The sticking points became clear after the first hour of tense agricultural trade talks at the Clayton Yeutter Institute of International Trade and Finance.
While the U.S. delegation sought concessions from other countries that would end distortive trade practices, a position also held by the Cairns Group of agricultural exporters, the G10 and G20 bristled at some of the specific language offered.
The European Union pursued elimination of the self-classification of economies, as well as a reduction in subsidies for producers engaged in noneco-friendly agricultural techniques, which the G10 and G20 said were not realistic expectations for those coalitions of developing and least-developed countries.
In a mock multi-lateral negotiation Saturday morning, University of Nebraska-Lincoln students hashed out trade policies and disputes pulled right from the headlines.
“Trade Policy and Negotiations: Context and Current Issues” isn’t necessarily meant to be a current events class, said Andrea Durkin, a veteran U.S. trade representative who teaches negotiation strategies, “but this is a much more dynamic time than usual in terms of trade.”
After the Trump administration imposed tariffs on a wide array of imported goods — steel, aluminum, solar panels and washing machines, among others — China and other countries have leveled retaliatory measures against the U.S.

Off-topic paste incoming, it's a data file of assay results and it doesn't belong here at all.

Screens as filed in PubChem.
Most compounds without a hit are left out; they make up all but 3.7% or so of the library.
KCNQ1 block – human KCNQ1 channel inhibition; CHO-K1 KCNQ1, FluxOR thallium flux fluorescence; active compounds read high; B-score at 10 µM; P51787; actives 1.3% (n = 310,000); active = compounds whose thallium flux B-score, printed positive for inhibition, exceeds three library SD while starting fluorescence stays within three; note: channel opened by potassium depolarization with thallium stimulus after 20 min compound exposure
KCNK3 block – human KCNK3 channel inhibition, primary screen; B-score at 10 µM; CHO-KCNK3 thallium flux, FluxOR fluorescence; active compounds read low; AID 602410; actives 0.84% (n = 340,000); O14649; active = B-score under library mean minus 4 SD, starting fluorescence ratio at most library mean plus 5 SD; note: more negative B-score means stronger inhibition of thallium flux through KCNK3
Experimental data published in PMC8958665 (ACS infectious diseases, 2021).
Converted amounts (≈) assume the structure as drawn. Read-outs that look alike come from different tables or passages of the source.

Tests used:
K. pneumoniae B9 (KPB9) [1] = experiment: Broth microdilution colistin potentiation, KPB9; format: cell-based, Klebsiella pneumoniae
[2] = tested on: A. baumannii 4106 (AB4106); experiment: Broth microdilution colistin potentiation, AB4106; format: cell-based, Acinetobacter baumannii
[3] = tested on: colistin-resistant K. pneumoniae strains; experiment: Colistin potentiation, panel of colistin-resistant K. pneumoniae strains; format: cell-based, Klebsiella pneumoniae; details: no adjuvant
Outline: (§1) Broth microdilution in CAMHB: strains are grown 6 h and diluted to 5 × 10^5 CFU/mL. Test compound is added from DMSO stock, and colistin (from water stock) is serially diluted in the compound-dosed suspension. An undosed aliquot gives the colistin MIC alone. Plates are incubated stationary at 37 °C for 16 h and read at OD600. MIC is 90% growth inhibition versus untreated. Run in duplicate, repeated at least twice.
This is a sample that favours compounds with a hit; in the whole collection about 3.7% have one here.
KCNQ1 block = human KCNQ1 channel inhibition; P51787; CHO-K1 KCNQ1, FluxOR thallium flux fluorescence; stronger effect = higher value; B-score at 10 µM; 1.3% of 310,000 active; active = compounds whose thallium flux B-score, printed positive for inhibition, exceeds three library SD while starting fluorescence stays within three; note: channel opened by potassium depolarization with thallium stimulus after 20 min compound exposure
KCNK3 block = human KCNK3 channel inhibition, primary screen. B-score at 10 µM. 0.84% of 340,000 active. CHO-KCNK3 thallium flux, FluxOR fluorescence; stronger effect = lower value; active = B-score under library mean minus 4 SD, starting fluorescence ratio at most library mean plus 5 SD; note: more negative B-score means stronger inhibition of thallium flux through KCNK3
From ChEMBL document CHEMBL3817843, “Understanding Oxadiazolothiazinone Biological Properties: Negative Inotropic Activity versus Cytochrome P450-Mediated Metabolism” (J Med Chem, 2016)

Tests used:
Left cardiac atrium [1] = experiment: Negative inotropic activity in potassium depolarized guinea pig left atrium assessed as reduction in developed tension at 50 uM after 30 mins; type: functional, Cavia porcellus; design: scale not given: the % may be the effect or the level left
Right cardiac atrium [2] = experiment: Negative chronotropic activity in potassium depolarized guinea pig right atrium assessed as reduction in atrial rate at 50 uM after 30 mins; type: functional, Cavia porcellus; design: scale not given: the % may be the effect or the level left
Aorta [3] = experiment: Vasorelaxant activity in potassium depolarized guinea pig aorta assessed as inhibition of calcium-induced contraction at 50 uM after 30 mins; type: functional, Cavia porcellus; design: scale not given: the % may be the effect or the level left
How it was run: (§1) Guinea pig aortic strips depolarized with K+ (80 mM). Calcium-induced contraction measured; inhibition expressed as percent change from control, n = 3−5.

As negotiators from both countries continue to meet in an effort to prevent an all-out trade war, Jill O’Donnell, director of the Yeutter Institute, said interest in the subject was rising at UNL, particularly in agriculture education, where many students have witnessed the effects of tariffs up close.
O’Donnell contacted Durkin shortly after winter break ended about the possibility of teaching an abridged version of the Georgetown University class she’s taught to mostly international graduate students for the past 14 years.
The two hoped eight to 10 students would be interested in AGRI 496, a one-credit "pop-up" course that would meet a total of four times in February, O’Donnell said. “We had to shut it down when we got to 20.”
Durkin said most of the students in the agricultural trade-focused class have farming or ranching backgrounds, but are engaged in several academic pursuits on campus.
"I haven't let up on the accelerator at all because these kids are so ready," she said. "They are pretty savvy."
Kirk Martin, a sophomore economics major who role-played the director general of the European Union on Saturday, said the class has learned how negotiations work from the viewpoint of the United States through the lens of agriculture.
“We’ve learned that governing by committee doesn’t always work,” said Martin, of Illinois, referring to the current round of global trade talks that have been ongoing for more than a decade.
Saturday, students wrestled over whether to push for “meaningful” concessions related to agricultural subsidies or “moderate” ones. A compromise was later offered calling for “equitable” concessions, but even that was determined to be too ambiguous.